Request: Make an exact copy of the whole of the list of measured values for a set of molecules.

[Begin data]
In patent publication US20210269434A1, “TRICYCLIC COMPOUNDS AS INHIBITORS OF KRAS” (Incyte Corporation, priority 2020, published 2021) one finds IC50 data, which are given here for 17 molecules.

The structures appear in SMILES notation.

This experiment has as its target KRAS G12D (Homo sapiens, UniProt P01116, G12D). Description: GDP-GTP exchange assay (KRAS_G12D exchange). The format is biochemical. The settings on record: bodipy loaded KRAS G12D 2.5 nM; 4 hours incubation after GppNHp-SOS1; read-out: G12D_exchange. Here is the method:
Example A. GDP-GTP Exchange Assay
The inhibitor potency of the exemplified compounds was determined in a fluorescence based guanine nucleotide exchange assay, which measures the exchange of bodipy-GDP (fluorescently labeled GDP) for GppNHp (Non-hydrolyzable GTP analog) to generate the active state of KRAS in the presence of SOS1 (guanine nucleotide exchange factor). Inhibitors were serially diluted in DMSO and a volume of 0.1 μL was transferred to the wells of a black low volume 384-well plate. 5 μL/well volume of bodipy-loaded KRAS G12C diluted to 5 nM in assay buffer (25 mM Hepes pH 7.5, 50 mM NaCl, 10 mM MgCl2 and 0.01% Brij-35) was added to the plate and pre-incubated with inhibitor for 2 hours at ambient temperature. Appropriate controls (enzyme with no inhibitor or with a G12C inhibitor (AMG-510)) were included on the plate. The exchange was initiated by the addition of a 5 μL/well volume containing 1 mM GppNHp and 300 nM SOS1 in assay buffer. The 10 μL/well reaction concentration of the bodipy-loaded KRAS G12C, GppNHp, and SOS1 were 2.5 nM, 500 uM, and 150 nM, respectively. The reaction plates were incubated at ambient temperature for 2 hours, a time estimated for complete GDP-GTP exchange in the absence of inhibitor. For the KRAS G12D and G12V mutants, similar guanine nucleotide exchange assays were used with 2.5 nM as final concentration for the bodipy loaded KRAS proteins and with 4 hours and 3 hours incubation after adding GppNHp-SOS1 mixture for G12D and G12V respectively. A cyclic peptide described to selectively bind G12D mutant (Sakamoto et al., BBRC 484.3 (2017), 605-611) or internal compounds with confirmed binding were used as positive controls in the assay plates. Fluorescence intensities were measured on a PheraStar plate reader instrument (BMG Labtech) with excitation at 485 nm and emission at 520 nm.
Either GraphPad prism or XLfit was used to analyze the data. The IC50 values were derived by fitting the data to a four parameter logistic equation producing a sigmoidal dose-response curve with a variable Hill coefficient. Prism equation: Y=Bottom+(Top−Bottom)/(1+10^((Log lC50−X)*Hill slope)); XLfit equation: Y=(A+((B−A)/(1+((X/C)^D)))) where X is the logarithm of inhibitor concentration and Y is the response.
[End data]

In patent publication US20210269434A1, “TRICYCLIC COMPOUNDS AS INHIBITORS OF KRAS” (Incyte Corporation, priority 2020, published 2021) one finds IC50 data, which are given here for 17 molecules.

The structures appear in SMILES notation.

This experiment has as its target KRAS G12D (Homo sapiens, UniProt P01116, G12D). Description: GDP-GTP exchange assay (KRAS_G12D exchange). The format is biochemical. The settings on record: bodipy loaded KRAS G12D 2.5 nM; 4 hours incubation after GppNHp-SOS1; read-out: G12D_exchange. Here is the method:
Example A. GDP-GTP Exchange Assay
The inhibitor potency of the exemplified compounds was determined in a fluorescence based guanine nucleotide exchange assay, which measures the exchange of bodipy-GDP (fluorescently labeled GDP) for GppNHp (Non-hydrolyzable GTP analog) to generate the active state of KRAS in the presence of SOS1 (guanine nucleotide exchange factor). Inhibitors were serially diluted in DMSO and a volume of 0.1 μL was transferred to the wells of a black low volume 384-well plate. 5 μL/well volume of bodipy-loaded KRAS G12C diluted to 5 nM in assay buffer (25 mM Hepes pH 7.5, 50 mM NaCl, 10 mM MgCl2 and 0.01% Brij-35) was added to the plate and pre-incubated with inhibitor for 2 hours at ambient temperature. Appropriate controls (enzyme with no inhibitor or with a G12C inhibitor (AMG-510)) were included on the plate. The exchange was initiated by the addition of a 5 μL/well volume containing 1 mM GppNHp and 300 nM SOS1 in assay buffer. The 10 μL/well reaction concentration of the bodipy-loaded KRAS G12C, GppNHp, and SOS1 were 2.5 nM, 500 uM, and 150 nM, respectively. The reaction plates were incubated at ambient temperature for 2 hours, a time estimated for complete GDP-GTP exchange in the absence of inhibitor. For the KRAS G12D and G12V mutants, similar guanine nucleotide exchange assays were used with 2.5 nM as final concentration for the bodipy loaded KRAS proteins and with 4 hours and 3 hours incubation after adding GppNHp-SOS1 mixture for G12D and G12V respectively. A cyclic peptide described to selectively bind G12D mutant (Sakamoto et al., BBRC 484.3 (2017), 605-611) or internal compounds with confirmed binding were used as positive controls in the assay plates. Fluorescence intensities were measured on a PheraStar plate reader instrument (BMG Labtech) with excitation at 485 nm and emission at 520 nm.
Either GraphPad prism or XLfit was used to analyze the data. The IC50 values were derived by fitting the data to a four parameter logistic equation producing a sigmoidal dose-response curve with a variable Hill coefficient. Prism equation: Y=Bottom+(Top−Bottom)/(1+10^((Log lC50−X)*Hill slope)); XLfit equation: Y=(A+((B−A)/(1+((X/C)^D)))) where X is the logarithm of inhibitor concentration and Y is the response.